pared for each participant (about twenty each year). They would also provide the rest of the equipment, but practically all of the work was performed with the use of hand tools. Whether they were beginners, amateurs or professionals, luthiers from the world over came to take part in these courses, beckoned by the reputation of José Luis Romanillos. The first workshop was held in Zürich (Switzerland) in 1984, followed by courses in Córdoba (Spain) run from 1989 to 1997 and finally in Sigüenza (Spain) from 2001 to 2012, with the assistance of José Luis’ son, Liam. “It’s amazing how much we did for the love of the Spanish guitar, Marian and I. But it was marvellous to see how much enjoyment people could get out of it. Some people wrote to me after having completed a course, telling me that they were the best two weeks of their lives.”
© Van Opstal
I don’t keep any secrets. I lay bare everything that I know. It is impossible to copy in lutherie: even when I make two guitars simultaneously, they don’t end up having the same sound
The book “Making a Spanish Guitar” comes with two plans: one for a 1973 Romanillos and the other an 1885 Torres. Below: 1973 Romanillos soundboard with bracing, under construction during the 2004 workshop held in Sigüenza.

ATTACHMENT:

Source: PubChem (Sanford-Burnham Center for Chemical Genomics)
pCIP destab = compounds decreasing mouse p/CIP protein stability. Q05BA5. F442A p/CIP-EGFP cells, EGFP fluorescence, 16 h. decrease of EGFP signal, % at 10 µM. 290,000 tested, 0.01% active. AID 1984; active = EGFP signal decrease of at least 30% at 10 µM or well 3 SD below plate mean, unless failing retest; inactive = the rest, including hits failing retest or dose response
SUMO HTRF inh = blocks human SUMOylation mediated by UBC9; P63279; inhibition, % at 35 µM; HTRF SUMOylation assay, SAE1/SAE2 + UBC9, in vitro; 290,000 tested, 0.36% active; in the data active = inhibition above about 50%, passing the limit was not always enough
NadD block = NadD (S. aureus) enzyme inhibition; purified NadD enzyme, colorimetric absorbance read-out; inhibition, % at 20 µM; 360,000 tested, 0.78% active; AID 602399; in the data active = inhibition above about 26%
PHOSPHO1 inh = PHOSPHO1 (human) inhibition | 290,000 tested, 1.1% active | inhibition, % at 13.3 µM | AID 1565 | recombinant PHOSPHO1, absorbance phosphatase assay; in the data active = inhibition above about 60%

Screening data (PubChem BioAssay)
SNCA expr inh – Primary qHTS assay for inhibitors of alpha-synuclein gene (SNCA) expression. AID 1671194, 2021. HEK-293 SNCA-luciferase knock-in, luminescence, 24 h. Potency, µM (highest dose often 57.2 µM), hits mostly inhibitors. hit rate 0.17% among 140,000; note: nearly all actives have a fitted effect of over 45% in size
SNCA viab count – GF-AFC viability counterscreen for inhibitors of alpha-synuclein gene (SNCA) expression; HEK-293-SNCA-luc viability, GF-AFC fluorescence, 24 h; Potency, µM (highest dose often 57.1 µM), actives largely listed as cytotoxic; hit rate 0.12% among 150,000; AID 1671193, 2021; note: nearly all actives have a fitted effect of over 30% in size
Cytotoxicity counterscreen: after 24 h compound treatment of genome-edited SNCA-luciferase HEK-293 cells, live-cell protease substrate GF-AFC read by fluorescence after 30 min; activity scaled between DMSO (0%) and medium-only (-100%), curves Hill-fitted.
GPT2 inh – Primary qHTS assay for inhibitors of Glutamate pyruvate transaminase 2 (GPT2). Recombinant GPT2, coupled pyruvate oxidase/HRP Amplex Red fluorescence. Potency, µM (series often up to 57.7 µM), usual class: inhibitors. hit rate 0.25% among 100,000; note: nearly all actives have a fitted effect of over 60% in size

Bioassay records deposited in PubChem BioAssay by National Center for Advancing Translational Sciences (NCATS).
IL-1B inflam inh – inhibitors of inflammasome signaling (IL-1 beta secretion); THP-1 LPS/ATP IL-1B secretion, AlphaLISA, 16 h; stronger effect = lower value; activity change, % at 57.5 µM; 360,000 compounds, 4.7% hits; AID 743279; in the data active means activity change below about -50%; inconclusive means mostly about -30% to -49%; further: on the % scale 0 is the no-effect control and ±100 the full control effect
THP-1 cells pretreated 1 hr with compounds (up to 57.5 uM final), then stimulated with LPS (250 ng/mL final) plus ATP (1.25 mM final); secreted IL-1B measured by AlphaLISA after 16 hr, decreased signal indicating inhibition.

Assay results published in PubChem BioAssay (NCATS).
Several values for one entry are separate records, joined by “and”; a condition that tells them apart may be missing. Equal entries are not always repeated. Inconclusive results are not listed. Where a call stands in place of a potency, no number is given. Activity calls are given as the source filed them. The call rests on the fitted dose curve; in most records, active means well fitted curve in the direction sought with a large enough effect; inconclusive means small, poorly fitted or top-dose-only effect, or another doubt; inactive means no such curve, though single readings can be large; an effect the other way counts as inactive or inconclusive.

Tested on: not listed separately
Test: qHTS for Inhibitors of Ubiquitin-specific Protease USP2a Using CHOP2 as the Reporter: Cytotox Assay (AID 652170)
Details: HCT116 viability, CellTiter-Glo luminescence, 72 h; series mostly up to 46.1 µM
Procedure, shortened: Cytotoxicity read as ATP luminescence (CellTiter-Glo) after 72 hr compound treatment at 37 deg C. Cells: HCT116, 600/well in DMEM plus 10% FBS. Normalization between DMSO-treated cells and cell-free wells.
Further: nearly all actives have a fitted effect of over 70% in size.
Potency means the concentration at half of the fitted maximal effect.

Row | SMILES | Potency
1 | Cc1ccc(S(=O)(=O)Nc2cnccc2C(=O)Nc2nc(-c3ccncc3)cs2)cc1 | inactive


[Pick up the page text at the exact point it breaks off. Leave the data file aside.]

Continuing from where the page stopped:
Marian Romanillos, nĂŠe Harris Winspear: inseparable companion and partner to JosĂŠ Luis.
José Luis & Marian, 30 years of research More than 1,500 Spanish luthiers are
© Clémentine Jouffroy
referenced in their archives. José Luis and Marian have spent more than 30 years researching documentation on Spanish guitars and luthiers. They have visited the families of luthiers, read thousands of pages of church records and tracked down all manner of information in libraries and national archives. The documentation compiled by the Romanillos couple is unique in Spain and they are disappointed that the authorities have shown so little interest in establishing a museum devoted to the guitar. It was thanks to his contribution to the history of the guitar, and his work as a luthier, teacher and lectu-